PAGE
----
Conservation planning exercises rarely have access to all the data needed to identify the truly perfect solution. This is because available data may lack important details (e.g. land acquisition costs may be unavailable), contain errors (e.g. species presence/absence data may have false positives), or key objectives may not be formally incorporated into the prioritization process (e.g. future land use requirements). As such, conservation planners can help decision makers by providing them with a portfolio of solutions to inform their decision.

Details

The following portfolios can be added to a conservation planning problem(). Note that all methods for generating portfolios return solutions that are within the specified optimality gap.

add_extra_portfolio()

Generate a portfolio of solutions by storing feasible solutions found during the optimization process. This method is useful for quickly obtaining multiple solutions, but does not provide any guarantees on the number of solutions, or the quality of solutions. Note that it requires the Gurobi solver.

add_top_portfolio()

Generate a portfolio of solutions by finding a pre-specified number of solutions that are closest to optimality (i.e the top solutions). This is useful for examining differences among near-optimal solutions. It can also be used to generate multiple solutions and, in turn, to calculate selection frequencies for small problems. Note that it requires the Gurobi solver.

add_gap_portfolio()

Generate a portfolio of solutions by finding a certain number of solutions that are all within a pre- specified optimality gap. This method is useful for generating multiple solutions that can be used to calculate selection frequencies for moderate and large-sized problems (similar to Marxan). Note that it requires the Gurobi solver.

add_cuts_portfolio()

Generate a portfolio of distinct solutions within a pre-specified optimality gap using Bender's cuts. This is recommended as a replacement for add_top_portfolio() when the Gurobi software is not available.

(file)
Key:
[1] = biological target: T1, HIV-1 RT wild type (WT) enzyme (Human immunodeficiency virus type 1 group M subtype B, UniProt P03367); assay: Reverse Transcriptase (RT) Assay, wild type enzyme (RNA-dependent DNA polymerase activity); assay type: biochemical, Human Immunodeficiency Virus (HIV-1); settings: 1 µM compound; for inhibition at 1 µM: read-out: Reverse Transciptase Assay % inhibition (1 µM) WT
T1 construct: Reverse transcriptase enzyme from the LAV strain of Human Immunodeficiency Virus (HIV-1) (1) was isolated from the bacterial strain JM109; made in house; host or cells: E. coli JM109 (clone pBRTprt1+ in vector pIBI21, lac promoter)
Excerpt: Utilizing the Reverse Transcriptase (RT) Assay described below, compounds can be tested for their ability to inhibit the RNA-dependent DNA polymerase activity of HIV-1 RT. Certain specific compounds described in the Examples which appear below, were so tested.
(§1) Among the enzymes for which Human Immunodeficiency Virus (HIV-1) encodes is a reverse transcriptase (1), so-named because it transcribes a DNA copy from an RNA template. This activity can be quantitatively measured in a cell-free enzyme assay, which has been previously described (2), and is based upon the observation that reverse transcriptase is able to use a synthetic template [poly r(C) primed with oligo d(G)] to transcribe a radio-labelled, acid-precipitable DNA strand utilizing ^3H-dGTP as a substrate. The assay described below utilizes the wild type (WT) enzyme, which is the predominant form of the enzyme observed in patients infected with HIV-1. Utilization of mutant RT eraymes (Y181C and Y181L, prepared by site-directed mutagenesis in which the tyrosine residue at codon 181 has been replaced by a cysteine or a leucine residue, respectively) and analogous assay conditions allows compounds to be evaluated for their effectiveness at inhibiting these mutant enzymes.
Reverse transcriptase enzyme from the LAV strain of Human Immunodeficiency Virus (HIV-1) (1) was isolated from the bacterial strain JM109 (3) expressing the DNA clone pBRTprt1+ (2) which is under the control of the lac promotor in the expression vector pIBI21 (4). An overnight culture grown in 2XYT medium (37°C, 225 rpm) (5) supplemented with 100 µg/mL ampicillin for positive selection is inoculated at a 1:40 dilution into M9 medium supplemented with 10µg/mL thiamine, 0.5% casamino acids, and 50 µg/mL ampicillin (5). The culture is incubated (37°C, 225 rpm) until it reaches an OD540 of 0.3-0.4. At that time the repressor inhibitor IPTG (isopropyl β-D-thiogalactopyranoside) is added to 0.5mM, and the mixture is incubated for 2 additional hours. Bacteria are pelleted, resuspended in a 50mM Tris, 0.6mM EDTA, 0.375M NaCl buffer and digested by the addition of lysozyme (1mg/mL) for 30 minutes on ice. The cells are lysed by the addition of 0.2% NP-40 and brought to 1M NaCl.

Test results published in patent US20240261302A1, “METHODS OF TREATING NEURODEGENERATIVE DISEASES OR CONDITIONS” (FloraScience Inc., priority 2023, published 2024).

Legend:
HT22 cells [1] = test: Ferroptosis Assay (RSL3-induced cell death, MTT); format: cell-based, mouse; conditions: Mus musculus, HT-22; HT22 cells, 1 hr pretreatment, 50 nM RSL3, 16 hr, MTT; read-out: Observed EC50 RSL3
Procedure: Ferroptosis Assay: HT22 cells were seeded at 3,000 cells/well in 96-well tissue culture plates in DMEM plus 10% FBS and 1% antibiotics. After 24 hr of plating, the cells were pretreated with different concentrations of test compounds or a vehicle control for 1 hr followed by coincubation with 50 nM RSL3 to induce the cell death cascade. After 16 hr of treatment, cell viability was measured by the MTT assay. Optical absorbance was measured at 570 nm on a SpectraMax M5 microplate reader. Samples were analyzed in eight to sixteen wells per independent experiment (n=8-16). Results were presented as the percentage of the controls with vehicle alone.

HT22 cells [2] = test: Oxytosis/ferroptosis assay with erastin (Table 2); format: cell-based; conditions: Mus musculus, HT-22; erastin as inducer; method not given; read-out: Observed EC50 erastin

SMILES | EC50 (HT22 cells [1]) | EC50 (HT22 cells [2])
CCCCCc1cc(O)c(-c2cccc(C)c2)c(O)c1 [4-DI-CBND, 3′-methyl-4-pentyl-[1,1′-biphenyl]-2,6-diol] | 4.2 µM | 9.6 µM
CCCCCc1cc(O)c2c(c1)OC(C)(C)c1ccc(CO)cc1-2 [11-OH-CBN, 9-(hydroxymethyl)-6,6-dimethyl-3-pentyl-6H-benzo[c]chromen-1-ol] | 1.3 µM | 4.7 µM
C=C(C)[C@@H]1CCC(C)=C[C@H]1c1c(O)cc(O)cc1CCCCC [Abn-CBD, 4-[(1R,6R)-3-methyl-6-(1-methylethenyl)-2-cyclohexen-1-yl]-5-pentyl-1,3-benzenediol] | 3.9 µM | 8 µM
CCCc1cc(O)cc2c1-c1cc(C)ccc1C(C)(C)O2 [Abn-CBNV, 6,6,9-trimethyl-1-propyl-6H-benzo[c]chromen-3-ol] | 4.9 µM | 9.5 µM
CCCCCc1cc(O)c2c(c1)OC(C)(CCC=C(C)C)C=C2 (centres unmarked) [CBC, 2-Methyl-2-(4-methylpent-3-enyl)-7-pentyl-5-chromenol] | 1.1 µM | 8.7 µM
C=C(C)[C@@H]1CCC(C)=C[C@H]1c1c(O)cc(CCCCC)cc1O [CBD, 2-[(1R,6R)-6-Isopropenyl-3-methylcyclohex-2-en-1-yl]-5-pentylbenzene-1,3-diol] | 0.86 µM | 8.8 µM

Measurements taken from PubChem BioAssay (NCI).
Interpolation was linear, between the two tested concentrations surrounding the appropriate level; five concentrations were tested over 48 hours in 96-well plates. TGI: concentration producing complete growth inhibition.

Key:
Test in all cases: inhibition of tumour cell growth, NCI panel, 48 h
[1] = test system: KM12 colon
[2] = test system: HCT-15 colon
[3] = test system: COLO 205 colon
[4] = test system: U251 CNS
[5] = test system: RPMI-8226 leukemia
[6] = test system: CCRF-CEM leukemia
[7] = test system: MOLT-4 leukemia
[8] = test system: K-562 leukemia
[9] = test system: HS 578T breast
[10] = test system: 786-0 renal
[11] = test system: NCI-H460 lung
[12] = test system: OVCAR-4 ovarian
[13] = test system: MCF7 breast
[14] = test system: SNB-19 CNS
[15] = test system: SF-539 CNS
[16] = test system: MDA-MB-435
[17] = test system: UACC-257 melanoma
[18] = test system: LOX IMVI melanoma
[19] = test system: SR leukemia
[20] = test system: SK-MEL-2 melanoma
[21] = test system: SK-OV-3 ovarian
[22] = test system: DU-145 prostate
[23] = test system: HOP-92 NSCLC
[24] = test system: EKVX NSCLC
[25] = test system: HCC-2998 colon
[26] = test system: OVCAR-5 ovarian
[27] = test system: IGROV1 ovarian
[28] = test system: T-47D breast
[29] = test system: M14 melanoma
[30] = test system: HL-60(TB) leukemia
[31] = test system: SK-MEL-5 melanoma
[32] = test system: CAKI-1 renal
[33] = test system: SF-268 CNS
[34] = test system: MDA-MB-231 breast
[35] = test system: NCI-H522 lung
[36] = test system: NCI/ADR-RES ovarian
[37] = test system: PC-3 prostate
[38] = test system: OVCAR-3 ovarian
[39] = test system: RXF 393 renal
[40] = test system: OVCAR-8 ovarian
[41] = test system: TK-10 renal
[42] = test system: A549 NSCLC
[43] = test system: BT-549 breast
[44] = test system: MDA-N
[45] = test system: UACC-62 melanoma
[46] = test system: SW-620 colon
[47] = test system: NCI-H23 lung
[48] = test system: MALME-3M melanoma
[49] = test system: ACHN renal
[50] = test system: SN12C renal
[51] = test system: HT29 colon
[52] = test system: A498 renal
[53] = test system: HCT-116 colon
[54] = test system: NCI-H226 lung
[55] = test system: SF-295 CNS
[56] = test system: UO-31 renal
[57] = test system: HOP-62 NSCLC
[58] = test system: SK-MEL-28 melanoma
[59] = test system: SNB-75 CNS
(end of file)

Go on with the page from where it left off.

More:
add_shuffle_portfolio()

Generate a portfolio of solutions by randomly reordering the data prior to attempting to solve the problem. This is recommended as a replacement for add_gap_portfolio() when the Gurobi software is not available.

See also

Examples

# load data data(sim_pu_raster, sim_features) # create problem p <- problem(sim_pu_raster, sim_features) %>% add_min_set_objective() %>% add_relative_targets(0.1) %>% add_binary_decisions() %>% add_default_solver(gap = 0.02, verbose = FALSE) # create problem with cuts portfolio with 4 solutions p1 <- p %>% add_cuts_portfolio(4) # create problem with shuffle portfolio with 4 solutions p2 <- p %>% add_shuffle_portfolio(4) # \dontrun{ # create problem with extra portfolio p3 <- p %>% add_extra_portfolio() # create problem with top portfolio with 4 solutions p4 <- p %>% add_top_portfolio(4) # create problem with gap portfolio with 4 solutions within 50% of optimality p5 <- p %>% add_gap_portfolio(4, 0.5) # solve problems and create solution portfolios s <- list(solve(p1), solve(p2), solve(p3), solve(p4), solve(p5)) # plot solutions from extra portfolio plot(stack(s[[1]]), axes = FALSE, box = FALSE)
# plot solutions from top portfolio plot(stack(s[[2]]), axes = FALSE, box = FALSE)
# plot solutions from gap portfolio plot(stack(s[[3]]), axes = FALSE, box = FALSE)
# plot solutions from cuts portfolio plot(stack(s[[4]]), axes = FALSE, box = FALSE)
# plot solutions from shuffle portfolio plot(stack(s[[5]]), axes = FALSE, box = FALSE)
# }